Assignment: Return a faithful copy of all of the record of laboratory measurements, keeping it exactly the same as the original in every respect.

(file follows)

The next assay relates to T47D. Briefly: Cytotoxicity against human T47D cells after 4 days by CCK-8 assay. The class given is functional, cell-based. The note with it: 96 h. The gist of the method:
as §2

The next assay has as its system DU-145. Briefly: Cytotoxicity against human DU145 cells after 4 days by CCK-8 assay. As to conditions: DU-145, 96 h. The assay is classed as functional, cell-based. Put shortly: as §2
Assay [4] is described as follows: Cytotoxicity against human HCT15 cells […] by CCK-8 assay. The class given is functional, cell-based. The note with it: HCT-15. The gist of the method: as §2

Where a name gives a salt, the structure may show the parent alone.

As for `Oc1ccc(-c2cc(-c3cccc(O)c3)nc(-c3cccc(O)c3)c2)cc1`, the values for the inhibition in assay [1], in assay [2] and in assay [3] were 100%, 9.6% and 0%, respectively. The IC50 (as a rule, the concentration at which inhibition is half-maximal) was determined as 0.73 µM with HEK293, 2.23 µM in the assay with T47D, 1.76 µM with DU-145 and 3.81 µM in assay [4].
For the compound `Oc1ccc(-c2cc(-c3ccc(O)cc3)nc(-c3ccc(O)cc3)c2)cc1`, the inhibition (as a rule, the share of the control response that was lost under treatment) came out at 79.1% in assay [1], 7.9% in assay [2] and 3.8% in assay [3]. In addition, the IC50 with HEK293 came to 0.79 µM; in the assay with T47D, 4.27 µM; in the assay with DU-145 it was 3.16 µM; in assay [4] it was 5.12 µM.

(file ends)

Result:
The next assay relates to T47D. Briefly: Cytotoxicity against human T47D cells after 4 days by CCK-8 assay. The class given is functional, cell-based. The note with it: 96 h. The gist of the method:
as §2

The next assay has as its system DU-145. Briefly: Cytotoxicity against human DU145 cells after 4 days by CCK-8 assay. As to conditions: DU-145, 96 h. The assay is classed as functional, cell-based. Put shortly: as §2
Assay [4] is described as follows: Cytotoxicity against human HCT15 cells […] by CCK-8 assay. The class given is functional, cell-based. The note with it: HCT-15. The gist of the method: as §2

Where a name gives a salt, the structure may show the parent alone.

As for `Oc1ccc(-c2cc(-c3cccc(O)c3)nc(-c3cccc(O)c3)c2)cc1`, the values for the inhibition in assay [1], in assay [2] and in assay [3] were 100%, 9.6% and 0%, respectively. The IC50 (as a rule, the concentration at which inhibition is half-maximal) was determined as 0.73 µM with HEK293, 2.23 µM in the assay with T47D, 1.76 µM with DU-145 and 3.81 µM in assay [4].
For the compound `Oc1ccc(-c2cc(-c3ccc(O)cc3)nc(-c3ccc(O)cc3)c2)cc1`, the inhibition (as a rule, the share of the control response that was lost under treatment) came out at 79.1% in assay [1], 7.9% in assay [2] and 3.8% in assay [3]. In addition, the IC50 with HEK293 came to 0.79 µM; in the assay with T47D, 4.27 µM; in the assay with DU-145 it was 3.16 µM; in assay [4] it was 5.12 µM.